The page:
According to Gomez (MSD Performance), “Our distributors have the ability to change the timing curve easily, which the original OE distributors don’t have. Those parts are included in a parts bag in the box with our distributors. It’s as simple as taking the cap and rotor off, then making a spring change. You can change the total timing by changing the bushing. That can get a little more complicated but it is pretty much simple math that you have to do. A lot of the camshafts tell you what you should be running as far as timing and total timing and that’s where you should be at.”
Upgrading Your Coil
According to all the experts, converting to electronic ignition is the most logical first step. After that it becomes a matter of aiming for efficiency in your system for power and a complete burn. “After you have updated your distributor to electronic, you need to look at coils,” said Fordyce. “With coils the thing you really need to look at is your camshaft. A coil that is designed for a racing application is going to have a really fast rise time, which is going to move the output RPM up. So it will work really well at higher RPM but not so good at idle. Like choosing a camshaft, you need to have a coil that is operating in the right rpm range for what you are going to do. A race part used on the street will often run horrible. You have to get the right part for the RPM range.”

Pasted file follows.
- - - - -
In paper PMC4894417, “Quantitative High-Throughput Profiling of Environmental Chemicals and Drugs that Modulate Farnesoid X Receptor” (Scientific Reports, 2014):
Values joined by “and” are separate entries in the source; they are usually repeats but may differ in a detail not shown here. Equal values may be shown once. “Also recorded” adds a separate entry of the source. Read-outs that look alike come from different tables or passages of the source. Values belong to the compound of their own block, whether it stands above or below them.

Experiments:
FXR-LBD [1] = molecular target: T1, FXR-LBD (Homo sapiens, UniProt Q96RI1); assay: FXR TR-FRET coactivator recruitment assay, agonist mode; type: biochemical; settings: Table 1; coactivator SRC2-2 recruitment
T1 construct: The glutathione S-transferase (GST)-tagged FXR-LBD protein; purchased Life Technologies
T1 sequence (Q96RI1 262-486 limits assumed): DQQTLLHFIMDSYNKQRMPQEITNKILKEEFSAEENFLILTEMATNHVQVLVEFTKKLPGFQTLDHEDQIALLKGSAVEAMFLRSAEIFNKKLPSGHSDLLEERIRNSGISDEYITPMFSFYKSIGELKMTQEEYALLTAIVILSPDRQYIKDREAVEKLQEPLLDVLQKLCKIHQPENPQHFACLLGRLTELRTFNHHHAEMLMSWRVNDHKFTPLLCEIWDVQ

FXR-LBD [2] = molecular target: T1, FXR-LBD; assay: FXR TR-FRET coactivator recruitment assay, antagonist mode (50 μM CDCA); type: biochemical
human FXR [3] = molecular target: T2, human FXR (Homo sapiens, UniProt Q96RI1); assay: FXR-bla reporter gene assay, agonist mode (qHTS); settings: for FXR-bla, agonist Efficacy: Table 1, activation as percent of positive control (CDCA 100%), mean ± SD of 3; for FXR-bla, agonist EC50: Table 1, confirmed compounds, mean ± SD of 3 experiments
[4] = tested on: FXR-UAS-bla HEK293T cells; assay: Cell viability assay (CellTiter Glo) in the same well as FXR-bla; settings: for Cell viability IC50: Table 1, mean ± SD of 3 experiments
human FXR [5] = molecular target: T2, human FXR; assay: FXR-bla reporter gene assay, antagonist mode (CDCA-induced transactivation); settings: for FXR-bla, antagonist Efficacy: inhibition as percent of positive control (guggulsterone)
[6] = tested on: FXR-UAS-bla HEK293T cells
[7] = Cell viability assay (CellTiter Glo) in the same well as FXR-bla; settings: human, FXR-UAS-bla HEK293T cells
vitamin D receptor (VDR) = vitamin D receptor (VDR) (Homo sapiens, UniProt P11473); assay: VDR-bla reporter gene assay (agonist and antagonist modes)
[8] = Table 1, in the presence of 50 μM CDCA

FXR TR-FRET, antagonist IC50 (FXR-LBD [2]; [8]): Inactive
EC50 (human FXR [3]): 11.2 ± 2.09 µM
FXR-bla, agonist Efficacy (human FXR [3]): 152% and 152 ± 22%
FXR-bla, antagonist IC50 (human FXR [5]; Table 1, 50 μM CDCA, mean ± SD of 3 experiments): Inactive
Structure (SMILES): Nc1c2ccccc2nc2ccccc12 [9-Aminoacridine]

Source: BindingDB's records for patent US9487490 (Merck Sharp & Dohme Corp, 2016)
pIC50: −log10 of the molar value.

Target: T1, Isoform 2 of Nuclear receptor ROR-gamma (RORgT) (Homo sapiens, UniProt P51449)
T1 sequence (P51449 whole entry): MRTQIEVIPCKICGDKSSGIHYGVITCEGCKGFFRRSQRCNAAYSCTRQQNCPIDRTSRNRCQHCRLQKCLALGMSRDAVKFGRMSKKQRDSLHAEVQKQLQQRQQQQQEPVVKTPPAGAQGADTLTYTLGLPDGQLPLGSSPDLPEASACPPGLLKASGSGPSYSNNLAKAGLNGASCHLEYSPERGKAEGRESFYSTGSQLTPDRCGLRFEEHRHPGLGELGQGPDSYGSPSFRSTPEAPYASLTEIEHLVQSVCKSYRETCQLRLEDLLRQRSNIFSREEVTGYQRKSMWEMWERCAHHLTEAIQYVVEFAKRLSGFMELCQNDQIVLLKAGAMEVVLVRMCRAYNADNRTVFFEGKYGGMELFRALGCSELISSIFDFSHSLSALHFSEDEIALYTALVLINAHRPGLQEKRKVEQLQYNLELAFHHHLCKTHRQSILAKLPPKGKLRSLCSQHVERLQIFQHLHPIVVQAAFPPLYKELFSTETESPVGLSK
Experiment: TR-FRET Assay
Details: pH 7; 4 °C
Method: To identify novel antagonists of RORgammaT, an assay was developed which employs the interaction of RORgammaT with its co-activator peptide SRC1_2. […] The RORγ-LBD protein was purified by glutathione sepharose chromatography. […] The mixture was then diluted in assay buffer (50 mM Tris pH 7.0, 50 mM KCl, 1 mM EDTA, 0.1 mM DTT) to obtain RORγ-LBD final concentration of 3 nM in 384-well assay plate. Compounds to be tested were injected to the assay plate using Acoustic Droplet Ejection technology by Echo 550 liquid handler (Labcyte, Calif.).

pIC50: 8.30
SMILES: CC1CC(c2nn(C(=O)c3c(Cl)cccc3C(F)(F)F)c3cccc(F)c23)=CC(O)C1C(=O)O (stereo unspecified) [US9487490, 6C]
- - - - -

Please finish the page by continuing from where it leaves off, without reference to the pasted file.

When selecting coils, Fordyce advises, “The things that damage coils is ambient temperature, the internal temperture and how you cool that. The internal temperature is based largely on RPM. As the engine speed increases, the coil is going to have to work harder and generates more heat. If the coil overheats because you’ve chosen the wrong coil, the coil will be more prone to fail. There are several different types of windings to resolve those types of issues. The turn ratio in the windings tells you what it is. The lower the turns ratio, the more street able that coil is going to be. There are a lot of things that go into it but that is one of the quickest ways to figure out which coil is best for the RPM range.”
MSD Performance still prefers to add the multiple spark to musclecars with one of their ignition boxes but Gomez explained why ignition coils are an important consideration. “You’re still going to want to mount the MSD ignition box but you are also going to upgrade the coil. The coil is what actually creates the secondary spark that burns the air/fuel mixture,” said Gomez, “So not only will the MSD box help with the multiple spark below 3,000 rpm, the coil itself will give you the current which is the intensity of the spark. That intensity is what is going to burn that air/fuel mixture. Of course, the hotter the spark the better the burn – so you will want to upgrade the coil. We offer everything from a canister style coil as high as the HVC II coil which is considered a high voltage current coil. We have a first generation and a second generation.”
Gomez also warned, “You have to consider how much more you are going to throw at it. If you add more fuel you might be adding more compression or you might be adding different heads or something like that, then that is where you really want to throw in a performance coil with the MSD box.”